BYU Today

An Explosive Education


 

Brian Woodfield's

Brian Woodfield’s Virtual CHemLab offers students the freedom to safely explore dangerous chemical reactions.

By Charity Brunson, ’04

IN this chemistry lab it’s okay to blow things up. In fact, failure, including its glass-shattering, compound-detonating results, is encouraged as a valuable part of the learning process. Welcome to Virtual ChemLab, a computer-generated laboratory where students can freely explore chemistry, without the safety glasses.

This virtual-reality playground is the brainchild of Brian F. Woodfield, ’86, BYU assistant professor of chemistry, based on an idea he had while working on his PhD at the University of California, Berkeley. Inorganic and organic chemistry virtual labs, which Woodfield created with the help of Merritt B. Andrus, ’86, are already available for purchase through Prentice Hall. The planned six-part set will eventually include quantum mechanics, gases, titrations, and calorimetry.

For a generation accustomed to wandering around video game worlds, the idea of doing schoolwork in a virtual setting is both appealing and approachable. A tour of the lab leads students down a scholastic-looking hall, through a labeled door, and into a room that looks, well, like a chemistry lab. Using the mouse to select different areas of the room, students can get materials from the supply room, re-create famous experiments, or explode a beaker or two, while teachers can use a Mission Impossible-esque security code to stock supplies, record grades, and set up assignments.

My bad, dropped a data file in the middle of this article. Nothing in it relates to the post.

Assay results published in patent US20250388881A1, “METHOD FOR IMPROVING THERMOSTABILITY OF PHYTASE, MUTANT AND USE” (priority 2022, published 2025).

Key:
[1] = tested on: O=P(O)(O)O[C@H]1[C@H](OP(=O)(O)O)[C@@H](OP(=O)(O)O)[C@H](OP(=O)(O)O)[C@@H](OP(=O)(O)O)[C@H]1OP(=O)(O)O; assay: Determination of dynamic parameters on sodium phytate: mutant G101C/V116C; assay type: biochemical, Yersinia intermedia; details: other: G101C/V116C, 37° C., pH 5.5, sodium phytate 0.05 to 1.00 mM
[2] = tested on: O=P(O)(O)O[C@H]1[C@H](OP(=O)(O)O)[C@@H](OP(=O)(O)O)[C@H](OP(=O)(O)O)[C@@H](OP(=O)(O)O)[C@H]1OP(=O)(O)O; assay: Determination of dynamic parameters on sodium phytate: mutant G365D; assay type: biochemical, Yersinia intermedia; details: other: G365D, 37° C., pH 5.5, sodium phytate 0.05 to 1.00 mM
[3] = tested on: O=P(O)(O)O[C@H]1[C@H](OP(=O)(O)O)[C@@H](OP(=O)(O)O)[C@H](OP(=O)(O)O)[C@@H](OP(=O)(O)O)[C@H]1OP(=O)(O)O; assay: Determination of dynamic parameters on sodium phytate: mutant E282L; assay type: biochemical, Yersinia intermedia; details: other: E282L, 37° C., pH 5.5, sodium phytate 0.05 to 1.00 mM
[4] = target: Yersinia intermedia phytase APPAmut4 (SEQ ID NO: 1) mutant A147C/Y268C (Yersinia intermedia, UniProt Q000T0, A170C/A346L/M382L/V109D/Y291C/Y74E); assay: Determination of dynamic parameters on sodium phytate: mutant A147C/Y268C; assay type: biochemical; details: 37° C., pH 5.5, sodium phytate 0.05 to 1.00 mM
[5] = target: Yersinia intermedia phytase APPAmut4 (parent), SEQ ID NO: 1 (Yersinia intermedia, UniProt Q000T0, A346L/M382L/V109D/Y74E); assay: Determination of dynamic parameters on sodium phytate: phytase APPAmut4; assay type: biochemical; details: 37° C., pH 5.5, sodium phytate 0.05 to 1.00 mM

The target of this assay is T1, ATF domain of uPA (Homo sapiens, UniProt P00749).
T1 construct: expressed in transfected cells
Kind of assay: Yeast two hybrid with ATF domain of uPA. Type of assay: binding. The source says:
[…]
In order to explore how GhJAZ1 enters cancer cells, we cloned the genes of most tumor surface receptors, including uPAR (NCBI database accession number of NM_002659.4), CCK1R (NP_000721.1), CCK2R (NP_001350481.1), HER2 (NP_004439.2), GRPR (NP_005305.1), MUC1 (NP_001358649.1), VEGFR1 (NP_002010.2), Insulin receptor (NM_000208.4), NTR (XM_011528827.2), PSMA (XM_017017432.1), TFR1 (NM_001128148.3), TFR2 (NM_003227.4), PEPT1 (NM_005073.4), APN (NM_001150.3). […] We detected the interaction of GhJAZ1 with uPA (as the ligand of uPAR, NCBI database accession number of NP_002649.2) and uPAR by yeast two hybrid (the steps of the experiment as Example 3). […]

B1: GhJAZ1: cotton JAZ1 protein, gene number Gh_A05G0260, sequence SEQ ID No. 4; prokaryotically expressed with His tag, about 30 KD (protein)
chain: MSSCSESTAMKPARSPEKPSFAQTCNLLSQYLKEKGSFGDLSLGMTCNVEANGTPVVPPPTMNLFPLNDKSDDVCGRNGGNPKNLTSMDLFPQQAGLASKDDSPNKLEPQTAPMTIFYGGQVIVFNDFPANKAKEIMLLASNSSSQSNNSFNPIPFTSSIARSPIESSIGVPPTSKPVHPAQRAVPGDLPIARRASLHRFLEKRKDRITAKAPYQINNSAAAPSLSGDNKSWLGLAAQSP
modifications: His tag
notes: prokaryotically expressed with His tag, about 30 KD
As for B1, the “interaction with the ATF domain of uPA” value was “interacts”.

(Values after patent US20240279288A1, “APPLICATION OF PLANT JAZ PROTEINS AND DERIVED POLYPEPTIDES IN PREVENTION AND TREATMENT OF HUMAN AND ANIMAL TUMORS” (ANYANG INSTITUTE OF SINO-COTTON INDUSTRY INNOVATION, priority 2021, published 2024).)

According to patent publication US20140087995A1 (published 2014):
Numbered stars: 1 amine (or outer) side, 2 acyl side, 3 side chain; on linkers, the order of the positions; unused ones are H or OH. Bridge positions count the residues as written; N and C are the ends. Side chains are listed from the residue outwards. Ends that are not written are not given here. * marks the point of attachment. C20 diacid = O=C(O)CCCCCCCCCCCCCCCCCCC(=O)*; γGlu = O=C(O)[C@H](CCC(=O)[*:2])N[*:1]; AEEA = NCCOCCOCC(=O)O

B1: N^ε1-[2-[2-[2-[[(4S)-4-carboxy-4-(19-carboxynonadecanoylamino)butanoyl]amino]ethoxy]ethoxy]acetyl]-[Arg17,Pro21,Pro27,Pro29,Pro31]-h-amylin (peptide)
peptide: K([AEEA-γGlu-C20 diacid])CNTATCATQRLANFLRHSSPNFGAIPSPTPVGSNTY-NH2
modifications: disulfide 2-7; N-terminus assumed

The eye-candy offered by impressive “3-D graphics that make students psychologically feel that they’re in the lab,” is only a small part of the draw, Woodfield says. The real fundamental feature of the lab is the freedom it offers.

In a real lab, because of concerns about safety, expense, and time, “students end up doing what we call cookbooking—they just follow the instructions, get their results, and think they’re done,” Woodfield explains, “but they haven’t thought about what they’re doing.”

In the simulated lab environment, however, students are free to explore.

“That way we are forcing them to be creative thinkers instead of just doers,” Woodfield says. “Because ultimately, that’s what we’re teaching in chemistry—how to be innovative and creative, how to take knowledge that you have and apply it to new situations.”

Woodfield acknowledges that Virtual ChemLab can’t completely replace the real thing. “Part of a real laboratory experience is teaching students how to use equipment and do laboratory technique, and you have to have hands-on experience for that,” he says. “How chemicals look, feel, smell—we can’t represent that or duplicate that on a computer.”

Woodfield’s objective, though, is not to replicate physical details, but to create new knowledge and problem-solving skills in students.

So far, the response has been good. Several universities have adopted the program, and more are waiting until the quantum mechanics lab, which Woodfield and his collaborator Matthew C. Asplund, ’92, just completed, becomes available.

At BYU, each semester between a few hundred and a thousand students use Virtual ChemLab in their inorganic and organic laboratory classes as a make up, pre-lab, homework, quiz, or midterm. According to Woodfield, the students find it both enjoyable and beneficial. He says it “helps them think more like a chemist.”

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